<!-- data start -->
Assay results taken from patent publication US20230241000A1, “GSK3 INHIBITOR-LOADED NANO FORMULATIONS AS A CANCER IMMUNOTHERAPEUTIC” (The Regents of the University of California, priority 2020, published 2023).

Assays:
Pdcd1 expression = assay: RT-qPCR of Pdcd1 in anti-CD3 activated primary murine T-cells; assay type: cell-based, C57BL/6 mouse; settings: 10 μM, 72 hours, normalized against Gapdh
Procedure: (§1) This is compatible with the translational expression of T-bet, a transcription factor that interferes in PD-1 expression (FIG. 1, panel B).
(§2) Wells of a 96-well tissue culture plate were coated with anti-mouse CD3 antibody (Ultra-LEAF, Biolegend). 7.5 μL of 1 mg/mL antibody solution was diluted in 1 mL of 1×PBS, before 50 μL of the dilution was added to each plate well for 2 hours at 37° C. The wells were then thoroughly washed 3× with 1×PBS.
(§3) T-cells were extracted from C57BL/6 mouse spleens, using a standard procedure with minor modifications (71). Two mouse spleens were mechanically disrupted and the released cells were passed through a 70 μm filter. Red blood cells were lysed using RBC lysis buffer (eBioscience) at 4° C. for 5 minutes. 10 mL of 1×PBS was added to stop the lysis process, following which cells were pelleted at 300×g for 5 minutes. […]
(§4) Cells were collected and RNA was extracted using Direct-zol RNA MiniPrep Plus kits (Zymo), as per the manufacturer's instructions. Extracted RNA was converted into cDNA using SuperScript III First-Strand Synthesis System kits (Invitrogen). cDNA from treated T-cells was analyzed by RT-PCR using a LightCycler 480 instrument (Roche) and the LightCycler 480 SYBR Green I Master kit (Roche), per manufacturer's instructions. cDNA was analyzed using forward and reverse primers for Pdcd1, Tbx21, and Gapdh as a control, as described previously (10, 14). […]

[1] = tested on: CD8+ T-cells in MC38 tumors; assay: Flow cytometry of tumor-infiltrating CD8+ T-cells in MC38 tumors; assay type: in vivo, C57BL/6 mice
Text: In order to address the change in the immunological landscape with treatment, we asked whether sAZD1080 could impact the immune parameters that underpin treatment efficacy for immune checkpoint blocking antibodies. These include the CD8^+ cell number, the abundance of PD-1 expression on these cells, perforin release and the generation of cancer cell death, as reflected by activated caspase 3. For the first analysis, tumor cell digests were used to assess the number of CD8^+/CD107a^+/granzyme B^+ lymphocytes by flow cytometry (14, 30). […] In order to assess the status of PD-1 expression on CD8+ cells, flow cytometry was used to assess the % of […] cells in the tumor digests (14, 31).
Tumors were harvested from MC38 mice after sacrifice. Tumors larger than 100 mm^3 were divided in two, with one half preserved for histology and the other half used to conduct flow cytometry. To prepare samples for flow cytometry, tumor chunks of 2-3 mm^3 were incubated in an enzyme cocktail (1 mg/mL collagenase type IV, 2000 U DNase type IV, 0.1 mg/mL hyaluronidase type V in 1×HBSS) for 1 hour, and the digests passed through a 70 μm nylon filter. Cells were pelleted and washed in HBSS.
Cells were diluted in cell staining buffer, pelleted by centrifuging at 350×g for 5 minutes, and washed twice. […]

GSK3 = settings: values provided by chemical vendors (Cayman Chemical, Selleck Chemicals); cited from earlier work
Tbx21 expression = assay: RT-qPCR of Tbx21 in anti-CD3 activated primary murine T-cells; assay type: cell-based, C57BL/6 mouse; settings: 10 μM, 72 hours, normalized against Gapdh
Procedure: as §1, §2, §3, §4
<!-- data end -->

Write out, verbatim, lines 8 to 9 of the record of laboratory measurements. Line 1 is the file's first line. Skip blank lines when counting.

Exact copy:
[1] = tested on: CD8+ T-cells in MC38 tumors; assay: Flow cytometry of tumor-infiltrating CD8+ T-cells in MC38 tumors; assay type: in vivo, C57BL/6 mice
Text: In order to address the change in the immunological landscape with treatment, we asked whether sAZD1080 could impact the immune parameters that underpin treatment efficacy for immune checkpoint blocking antibodies. These include the CD8^+ cell number, the abundance of PD-1 expression on these cells, perforin release and the generation of cancer cell death, as reflected by activated caspase 3. For the first analysis, tumor cell digests were used to assess the number of CD8^+/CD107a^+/granzyme B^+ lymphocytes by flow cytometry (14, 30). […] In order to assess the status of PD-1 expression on CD8+ cells, flow cytometry was used to assess the % of […] cells in the tumor digests (14, 31).